|Publication number||US3748829 A|
|Publication date||Jul 31, 1973|
|Filing date||Jul 2, 1970|
|Priority date||Jul 2, 1970|
|Also published as||CA970290A, CA970290A1|
|Publication number||US 3748829 A, US 3748829A, US-A-3748829, US3748829 A, US3748829A|
|Inventors||R Joyce, G Stoneburner|
|Original Assignee||Calgon Corp|
|Export Citation||BiBTeX, EndNote, RefMan|
|Patent Citations (4), Referenced by (41), Classifications (11), Legal Events (3)|
|External Links: USPTO, USPTO Assignment, Espacenet|
U ted States Patent 1 1 1111 3,748,829 Joyce et al. July 31, 1973 1 1 ADSORBING EVAPORATIVE EMISSION  References Cited DURING FUELING 0F AUTOMOTIVE UNITED STATES PATENTS HF W n in 2,154,072 4 1939 Kamrath 220/86 x  Inventors: Ronald Stone Joyce, Pittsburgh, 2,675,093 4/1954 McCall et al. 55/387 X George Robert Stonebumer, 3,289,711 12/1966 Hall 220/86 x coraopolis, both of Pa 3,581,782 6/1971 Onufer 141/59  Assignee: Calgon Corporation, Pittsburgh,-
p Primary Examiner-Robert L. Lindsay, Jr. Filed: Ju y 0 Attorney-William L. Kreyer and Herbert J. Zeh, Jr.
[ 1 pp N04 51,964 57 ABSTRACT Fuel vapors which are normally lost in fueling automo- 52] C 55/ 55/3 /5 tive vehicles and from fuel storage tanks are adsorbed 0/86 R on an adsorbent, preferably activated carbon, and are  Int. Cl Bold 53/14 subsequently recovered therefrom.  Field of Search 210/446, 448, 449;
55/316, 387, 389, DlG. 30, 74; 220/86 R, 85 F; 123/136; 141/59 2 Claims, 6 Drawing Figures ADSORBING EVAPORATIVE EMISSION DURING FUELING OF AUTOMOTIVE VEHICLES BACKGROUND OF THE INVENTION The present invention relates to the adsorption and recovery of fuel vapors.
The problem of evaporative loss of volatile fuel for automotive vehicles is one of growing significance to the petroleum and automotive industries. The smog and pollution problem created by such evaporative losses is at least as important as the economic loss of valuable gasoline or the like.
No satisfactory method has been found or adopted to control the loss of fuel by evaporation during fueling of automobiles, from normal breathing in filling station storage tanks, or by transferring gasoline either from tank trucks to filling stations or from the refineries to tank trucks.
Assuming a distillation range for a typical gasoline stated as follows:
Percent Evaporated F Initial Boiling Point 90 I I25 50 215 90 335 End Point 415 the amount of evaporative loss on a hot summer day during transfer of gasoline from a filling station pump to an automobile may be estimated at 0.25 percent. Even on a cold day, i.e., 32F., evaporative loss could amount to a significant percent, depending on the turbulence and exposure to an outlet which is permitted.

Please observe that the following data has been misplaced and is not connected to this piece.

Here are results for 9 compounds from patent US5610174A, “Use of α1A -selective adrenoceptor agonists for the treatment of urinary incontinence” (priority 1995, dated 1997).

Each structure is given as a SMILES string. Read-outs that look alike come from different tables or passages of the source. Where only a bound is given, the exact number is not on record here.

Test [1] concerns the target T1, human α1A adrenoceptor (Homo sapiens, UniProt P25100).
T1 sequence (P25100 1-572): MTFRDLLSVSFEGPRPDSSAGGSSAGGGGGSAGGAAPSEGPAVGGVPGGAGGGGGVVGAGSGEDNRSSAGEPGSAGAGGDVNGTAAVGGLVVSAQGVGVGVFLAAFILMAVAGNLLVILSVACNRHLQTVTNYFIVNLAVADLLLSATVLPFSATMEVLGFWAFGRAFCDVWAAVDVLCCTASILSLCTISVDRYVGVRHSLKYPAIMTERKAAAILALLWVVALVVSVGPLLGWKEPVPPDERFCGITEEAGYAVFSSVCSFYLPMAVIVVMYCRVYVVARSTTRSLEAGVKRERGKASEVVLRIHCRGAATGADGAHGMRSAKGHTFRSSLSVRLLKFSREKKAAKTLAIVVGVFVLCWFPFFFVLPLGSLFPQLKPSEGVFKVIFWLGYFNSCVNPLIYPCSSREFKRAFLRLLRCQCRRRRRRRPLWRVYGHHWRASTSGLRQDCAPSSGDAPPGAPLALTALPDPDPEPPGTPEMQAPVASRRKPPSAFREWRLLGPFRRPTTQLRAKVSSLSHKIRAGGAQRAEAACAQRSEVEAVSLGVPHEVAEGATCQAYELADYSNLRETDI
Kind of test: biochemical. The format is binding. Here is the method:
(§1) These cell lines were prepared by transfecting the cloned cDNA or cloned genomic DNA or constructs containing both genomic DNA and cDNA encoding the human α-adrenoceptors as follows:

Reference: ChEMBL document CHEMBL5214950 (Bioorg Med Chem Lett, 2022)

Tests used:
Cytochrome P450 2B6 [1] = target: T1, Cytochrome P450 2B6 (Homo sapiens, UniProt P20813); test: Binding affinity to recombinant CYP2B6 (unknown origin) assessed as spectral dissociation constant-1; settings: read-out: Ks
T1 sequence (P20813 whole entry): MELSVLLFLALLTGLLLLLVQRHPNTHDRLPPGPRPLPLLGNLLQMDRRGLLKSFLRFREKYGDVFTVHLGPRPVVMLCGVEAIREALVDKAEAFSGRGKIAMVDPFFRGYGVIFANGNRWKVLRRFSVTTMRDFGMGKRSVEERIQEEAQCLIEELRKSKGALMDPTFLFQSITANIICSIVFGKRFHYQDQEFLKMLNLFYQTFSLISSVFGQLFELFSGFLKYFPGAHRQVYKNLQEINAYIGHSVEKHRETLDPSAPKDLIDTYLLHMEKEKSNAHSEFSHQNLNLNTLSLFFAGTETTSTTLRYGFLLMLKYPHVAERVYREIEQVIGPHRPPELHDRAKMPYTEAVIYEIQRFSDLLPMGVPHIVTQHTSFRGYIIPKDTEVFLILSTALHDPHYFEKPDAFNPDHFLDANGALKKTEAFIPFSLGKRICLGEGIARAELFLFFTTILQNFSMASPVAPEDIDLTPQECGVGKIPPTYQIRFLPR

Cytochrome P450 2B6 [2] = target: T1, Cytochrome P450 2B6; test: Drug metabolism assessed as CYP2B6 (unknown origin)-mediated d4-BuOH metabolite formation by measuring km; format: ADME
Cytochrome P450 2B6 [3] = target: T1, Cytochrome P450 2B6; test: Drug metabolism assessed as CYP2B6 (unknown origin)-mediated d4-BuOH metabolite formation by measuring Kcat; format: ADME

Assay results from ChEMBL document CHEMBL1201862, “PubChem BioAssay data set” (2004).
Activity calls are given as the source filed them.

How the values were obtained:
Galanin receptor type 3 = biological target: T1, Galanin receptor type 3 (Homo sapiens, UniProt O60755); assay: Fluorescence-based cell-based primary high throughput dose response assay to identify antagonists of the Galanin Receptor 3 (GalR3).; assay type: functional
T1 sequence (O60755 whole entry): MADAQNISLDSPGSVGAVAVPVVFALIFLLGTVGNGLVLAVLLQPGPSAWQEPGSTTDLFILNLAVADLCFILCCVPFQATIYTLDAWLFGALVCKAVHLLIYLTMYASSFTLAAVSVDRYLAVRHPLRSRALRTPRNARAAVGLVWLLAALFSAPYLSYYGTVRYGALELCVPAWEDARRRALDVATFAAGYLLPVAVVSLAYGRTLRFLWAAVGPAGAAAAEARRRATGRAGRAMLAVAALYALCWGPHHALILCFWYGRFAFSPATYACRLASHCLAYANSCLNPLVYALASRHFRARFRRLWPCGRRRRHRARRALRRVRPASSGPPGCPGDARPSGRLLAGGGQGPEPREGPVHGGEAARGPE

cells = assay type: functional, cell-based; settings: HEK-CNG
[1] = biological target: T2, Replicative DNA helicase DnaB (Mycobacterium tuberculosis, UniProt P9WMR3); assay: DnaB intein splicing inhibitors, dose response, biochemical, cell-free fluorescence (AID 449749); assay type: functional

Such evaporation represents a pollution and health problem, and a dangerous, combustible or explosive atmosphere which is all too common, particularly in urban areas.
SUMMARY OF THE INVENTION We have invented a device and system for the control of evaporative emissions from hydrocarbon fuels, particularly gasoline.
Our invention includes the use of an adsorbent device to adsorb fuel vapors in combination with the nozzle or other means for delivering fuel to a tank such as an underground storage tank or an automobile tank. In a preferred embodiment, the device is disposed in such a way on the delivery means that escaping vapors must pass through the adsorbent. The preferred adsorbents are activated carbons but there can be employed other hydrocarbon vapor adsorbents, such as molecular sieves. As typical of the activated carbon adsorbents suitable for the invention mention is made of Pittsburgh Activated Carbon-type BPX activated carbon (8 X 20 United States Sieve Series) and Pittsburgh Activated Carbon-type BPL" l2 X 30 United States Sieve Series).
The invention will be understood best in connection with the drawings wherein:
FIG. 1 is a broken away view partially in section of one embodiment of the invention;
FIG. 2 is a sectional view along the line 22 of FIG. 1;
FIG. 3 is a broken away view partially in section of another embodiment of the invention;
FIG. 4 is a view partially broken away of an alternative embodiment;
FIG. 5 is a partial sectional view of still another form of the invention;
FIG. 6 is a perspective view of an alternative form of the invention; and
Referring more specifically to FIGS. 1 and 2 of the invention, when it is desired to refuel an automobile with gasoline, there is inserted into the upper end of the automobiles fuel tank (3) a gasoline pump hose nozzle (4). A generally cylindrical canister (8) having outer wall (10) surrounds nozzle (4). The canister is filled with activated carbon particles (14) and is in tight engagement with the circular end of fuel tank (3) so that as vapors leave the fuel tank (3) they are forced to go through the activated carbon particles in the canister (8) by way of inlet ports (17). The activated carbon adsorbs any gasoline vapors which come out of the gasoline tank during the filling operation while permitting the air which is being displaced from the fuel tank during the filling to pass out into the atmosphere through ports (16), located on the top of the canister (8).